Dr. Diez, Clinical Psychologist, Columbus Circle, New York City



Dr. Diez prefers not to be part of health insurance panels because:
  • they limit patient’s privacy and confidentiality,  
  • their goal is to manage (as in, "keep their costs down") your access to mental health services,
  •  they  require extensive paperwork and therefore increase the providers’ overhead costs and, most importantly,
  • they may hinder a mental health provider’s ability to practice in a tailored fashion by setting limited number of sessions, type of treatment offered, etc. ( for more on health insurance confidentiality and overall procedures)
Being out-of-network permits to offer a higher quality service to clients. However, as an out-of-network provider, Dr. Diez can facilitate health insurance reimbursement for you. Periodically (i.e., monthly) she will provide you a so called “Superbill”, containing the minimal necessary information about you and your treatment in order for you to obtain reimbursement from your insurance carrier.

You have insurance, and you’d like to use it for psychotherapy services with Dr. Diez. What to do?

The best thing for you to do as early as possible is to call the customer service number on the back of your card and ask the following questions:
  • Do I have benefits for outpatient mental health services?
  • What is my deductible and has it been met?
  • What is my co-payment?
  • How many sessions of outpatient psychotherapy does my plan cover per calendar year?
  • How much do you pay for an out of network provider?
  • Is there a limitation to how much you will pay per session?
  • Is a primary care physician referral required?
More Information on Mental Health Insurance Coverage

For a step-by-step guide to get all the right information from your insurance carrier, or to get preauthorization, click here
  • When your insurance is billed for payment, it will have access at least to your diagnosis and appointment dates through the invoices submitted. They may also require, from in-network providers, a treatment plan, type of  therapy being performed, clinical progress, etc.  The information they require from providers include a psychiatric diagnosis that will stay on database records and may be passed on to future insurers. Most insurance companies screen mental health benefit usage to determine if you are insurable (this includes disability and life insurance). When you pay out of pocket, the information is more in your control.
  • Many people chose to see a therapist without insurance paying for it (and therefore knowing about it) to prevent any possible disclosure of their health information.
  • Patients are usually covered for 12 to 30 sessions a year and are expected to pay 20 percent to 50 percent of the bill, depending on where you live and your therapist's credentials. For instance, Medicare ─ the federal health insurance program for Americans aged 65 and older ─ may cover 50 percent of most outpatient care, with no limit on number of visits.
  • Usually, there is a yearly deductible and a co-payment for each visit. Often, there is a yearly maximum on either the number of visits or the amount paid for psychiatric services, unless your plan or state has “parity" clauses or laws, which means that psychiatric treatment for problems with a biological cause (i.e., bipolar disorder, some depressions, some anxiety disorders  and some other illnesses) are covered as much as other medical illnesses.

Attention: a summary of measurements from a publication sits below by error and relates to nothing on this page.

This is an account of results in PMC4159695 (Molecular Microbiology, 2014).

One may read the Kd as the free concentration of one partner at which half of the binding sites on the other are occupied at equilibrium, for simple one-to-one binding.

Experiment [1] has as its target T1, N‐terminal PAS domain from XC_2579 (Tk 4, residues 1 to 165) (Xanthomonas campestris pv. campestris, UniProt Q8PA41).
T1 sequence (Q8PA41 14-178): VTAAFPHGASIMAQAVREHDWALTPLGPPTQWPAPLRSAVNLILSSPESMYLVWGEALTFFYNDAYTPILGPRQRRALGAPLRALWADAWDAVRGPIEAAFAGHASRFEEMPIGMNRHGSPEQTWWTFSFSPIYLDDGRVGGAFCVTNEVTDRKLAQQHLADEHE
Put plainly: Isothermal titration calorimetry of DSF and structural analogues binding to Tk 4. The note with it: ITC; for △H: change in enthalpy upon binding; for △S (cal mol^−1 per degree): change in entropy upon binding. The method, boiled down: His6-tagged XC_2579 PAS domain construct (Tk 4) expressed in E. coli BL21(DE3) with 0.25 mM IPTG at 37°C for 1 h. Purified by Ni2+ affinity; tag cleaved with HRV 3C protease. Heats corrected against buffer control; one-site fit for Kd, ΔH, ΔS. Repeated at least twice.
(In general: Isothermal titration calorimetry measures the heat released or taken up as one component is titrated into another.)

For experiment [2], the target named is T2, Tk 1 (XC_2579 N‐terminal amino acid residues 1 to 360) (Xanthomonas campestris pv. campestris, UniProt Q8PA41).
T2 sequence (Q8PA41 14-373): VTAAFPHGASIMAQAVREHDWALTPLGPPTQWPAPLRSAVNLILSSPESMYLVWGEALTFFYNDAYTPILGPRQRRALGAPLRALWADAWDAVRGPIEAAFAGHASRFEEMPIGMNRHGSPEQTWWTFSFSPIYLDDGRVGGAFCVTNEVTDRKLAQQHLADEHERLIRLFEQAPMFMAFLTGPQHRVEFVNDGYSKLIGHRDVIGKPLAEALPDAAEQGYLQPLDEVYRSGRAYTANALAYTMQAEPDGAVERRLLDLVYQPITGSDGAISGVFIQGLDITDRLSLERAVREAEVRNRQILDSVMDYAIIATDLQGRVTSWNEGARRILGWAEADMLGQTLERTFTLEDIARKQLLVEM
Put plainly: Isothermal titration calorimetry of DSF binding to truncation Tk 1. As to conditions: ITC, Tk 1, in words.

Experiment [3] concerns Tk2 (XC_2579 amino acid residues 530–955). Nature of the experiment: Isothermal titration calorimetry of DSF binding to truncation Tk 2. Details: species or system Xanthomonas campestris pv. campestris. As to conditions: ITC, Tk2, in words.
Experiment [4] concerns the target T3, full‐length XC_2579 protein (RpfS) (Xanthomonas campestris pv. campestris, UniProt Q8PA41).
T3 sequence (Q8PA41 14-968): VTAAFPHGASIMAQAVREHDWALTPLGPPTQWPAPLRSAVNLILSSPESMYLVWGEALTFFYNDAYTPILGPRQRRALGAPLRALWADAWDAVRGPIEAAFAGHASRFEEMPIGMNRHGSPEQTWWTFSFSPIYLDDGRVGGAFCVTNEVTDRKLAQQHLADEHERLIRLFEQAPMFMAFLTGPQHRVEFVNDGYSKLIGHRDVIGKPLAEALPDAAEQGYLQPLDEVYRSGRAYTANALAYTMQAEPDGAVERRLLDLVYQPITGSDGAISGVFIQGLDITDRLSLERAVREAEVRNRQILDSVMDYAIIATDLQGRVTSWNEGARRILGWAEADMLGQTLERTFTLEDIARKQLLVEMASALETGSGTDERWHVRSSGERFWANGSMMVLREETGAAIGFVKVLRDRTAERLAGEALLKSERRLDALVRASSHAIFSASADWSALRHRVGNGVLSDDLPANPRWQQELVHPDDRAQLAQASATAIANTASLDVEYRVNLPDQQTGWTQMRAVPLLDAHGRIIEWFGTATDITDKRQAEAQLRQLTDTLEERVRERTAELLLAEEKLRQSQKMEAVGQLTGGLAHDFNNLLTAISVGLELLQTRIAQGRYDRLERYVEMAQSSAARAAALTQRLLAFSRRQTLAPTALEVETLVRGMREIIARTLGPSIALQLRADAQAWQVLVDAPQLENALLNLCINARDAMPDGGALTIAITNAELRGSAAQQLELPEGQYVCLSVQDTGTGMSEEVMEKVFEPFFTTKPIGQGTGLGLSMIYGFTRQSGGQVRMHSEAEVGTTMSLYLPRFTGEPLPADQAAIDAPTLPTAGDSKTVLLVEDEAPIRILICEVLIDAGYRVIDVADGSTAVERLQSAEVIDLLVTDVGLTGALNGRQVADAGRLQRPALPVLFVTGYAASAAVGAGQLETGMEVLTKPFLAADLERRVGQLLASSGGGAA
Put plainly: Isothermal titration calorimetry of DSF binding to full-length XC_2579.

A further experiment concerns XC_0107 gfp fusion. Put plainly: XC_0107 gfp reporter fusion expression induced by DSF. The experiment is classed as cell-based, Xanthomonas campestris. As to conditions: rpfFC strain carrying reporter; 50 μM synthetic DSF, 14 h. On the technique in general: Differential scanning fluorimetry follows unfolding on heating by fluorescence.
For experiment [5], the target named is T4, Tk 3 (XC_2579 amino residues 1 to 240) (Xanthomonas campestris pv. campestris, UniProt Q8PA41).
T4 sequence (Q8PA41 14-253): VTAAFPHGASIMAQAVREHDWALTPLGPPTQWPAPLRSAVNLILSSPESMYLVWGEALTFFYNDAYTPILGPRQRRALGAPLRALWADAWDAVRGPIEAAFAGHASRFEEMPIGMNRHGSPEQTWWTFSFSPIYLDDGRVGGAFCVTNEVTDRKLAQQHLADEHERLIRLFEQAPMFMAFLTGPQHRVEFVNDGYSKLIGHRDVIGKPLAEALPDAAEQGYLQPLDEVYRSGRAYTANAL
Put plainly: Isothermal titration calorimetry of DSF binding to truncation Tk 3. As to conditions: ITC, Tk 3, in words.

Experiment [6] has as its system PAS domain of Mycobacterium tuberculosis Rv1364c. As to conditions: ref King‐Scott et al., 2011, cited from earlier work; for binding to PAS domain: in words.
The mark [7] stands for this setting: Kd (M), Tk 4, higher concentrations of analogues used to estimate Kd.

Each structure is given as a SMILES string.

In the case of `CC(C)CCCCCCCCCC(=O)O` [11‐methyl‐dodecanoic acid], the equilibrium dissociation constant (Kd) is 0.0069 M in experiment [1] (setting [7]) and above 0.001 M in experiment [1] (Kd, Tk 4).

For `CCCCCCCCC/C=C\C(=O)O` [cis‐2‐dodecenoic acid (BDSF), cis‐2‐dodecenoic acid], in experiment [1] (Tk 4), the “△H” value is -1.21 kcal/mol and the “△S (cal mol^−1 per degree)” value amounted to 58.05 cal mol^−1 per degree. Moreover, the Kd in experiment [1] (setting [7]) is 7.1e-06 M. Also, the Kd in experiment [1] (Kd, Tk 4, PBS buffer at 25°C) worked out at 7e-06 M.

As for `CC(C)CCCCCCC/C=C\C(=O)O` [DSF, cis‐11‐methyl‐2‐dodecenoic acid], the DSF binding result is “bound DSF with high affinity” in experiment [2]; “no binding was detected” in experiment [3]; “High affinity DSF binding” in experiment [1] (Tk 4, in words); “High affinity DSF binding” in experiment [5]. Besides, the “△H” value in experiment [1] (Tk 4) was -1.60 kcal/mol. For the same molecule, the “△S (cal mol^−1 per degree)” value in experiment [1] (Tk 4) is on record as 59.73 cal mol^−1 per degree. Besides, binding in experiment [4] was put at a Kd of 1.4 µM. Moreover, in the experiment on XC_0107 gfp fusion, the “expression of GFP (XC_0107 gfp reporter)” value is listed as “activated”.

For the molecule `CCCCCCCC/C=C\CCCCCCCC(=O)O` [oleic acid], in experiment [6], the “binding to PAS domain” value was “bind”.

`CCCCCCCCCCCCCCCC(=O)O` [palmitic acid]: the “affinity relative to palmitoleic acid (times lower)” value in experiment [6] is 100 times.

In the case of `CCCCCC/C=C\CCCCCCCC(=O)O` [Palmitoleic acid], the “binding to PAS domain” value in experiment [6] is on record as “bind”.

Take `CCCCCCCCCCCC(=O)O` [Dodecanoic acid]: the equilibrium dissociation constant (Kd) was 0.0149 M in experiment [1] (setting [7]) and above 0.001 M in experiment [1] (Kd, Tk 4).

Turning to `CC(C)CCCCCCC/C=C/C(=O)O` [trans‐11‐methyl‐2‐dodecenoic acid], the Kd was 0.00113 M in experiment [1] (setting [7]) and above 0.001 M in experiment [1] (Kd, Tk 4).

• In cases where there is no mental disorder serious enough to meet your particular insurance company’s guidelines, Dr. Diez will not issue a more serious diagnosis simply to secure better insurance benefits.
  • Many times insurance companies “carve-out” the mental health portion of their insurance, and thus if you have Medical coverage for one company you do not always have them for mental health coverage. For example, even though you may have a Blue Cross or Cigna health insurance card, you need to read the back of the card and check out your benefits to see if the mental health portion is “carved-out” to another insurance company. In addition, some insurance companies do not cover certain types of sessions (for instance: family therapy) and other insurance plans exclude certain diagnoses (for instance: autism) You may contact your insurance company.
Can you see a therapist of your choice with your current insurance?
  • If you have a Preferred Provider Organization (PPO) plan, you must again select from a limited number of providers, but it is possible to have fees partly covered for providers who are out of network. In this case  your out-of-pocket payments will likely be higher.
  • If you have a Point of Service (POS) plan ─also known as a “Fee for Service” plan─ you can see any doctor in the country, and your insurance company will cover your fees.
  • If you have a Health Maintenance Organization (HMO) plan or a prepaid health plan, you may choose from the health care professionals that they specify. These professionals are in-network providers, and it may not be possible to be reimbursed for the cost of out-of-network treatment.
*The information in this page information is intended to guide you in your choice of psychotherapist. This information may or may not apply to you or your insurance carrier. Dr. Diez cannot guarantee that your insurance will reimburse any costs incurred during your fee for service treatment with her.

The content on this website is for general information and educational purposes only, and is not intended to susbtitute professional services. Visiting this website or contacting Dr. Diez by e-mail or phone does not constitute or establish a therapeutic or professional relationshi
Last updated on May 2014 | New York City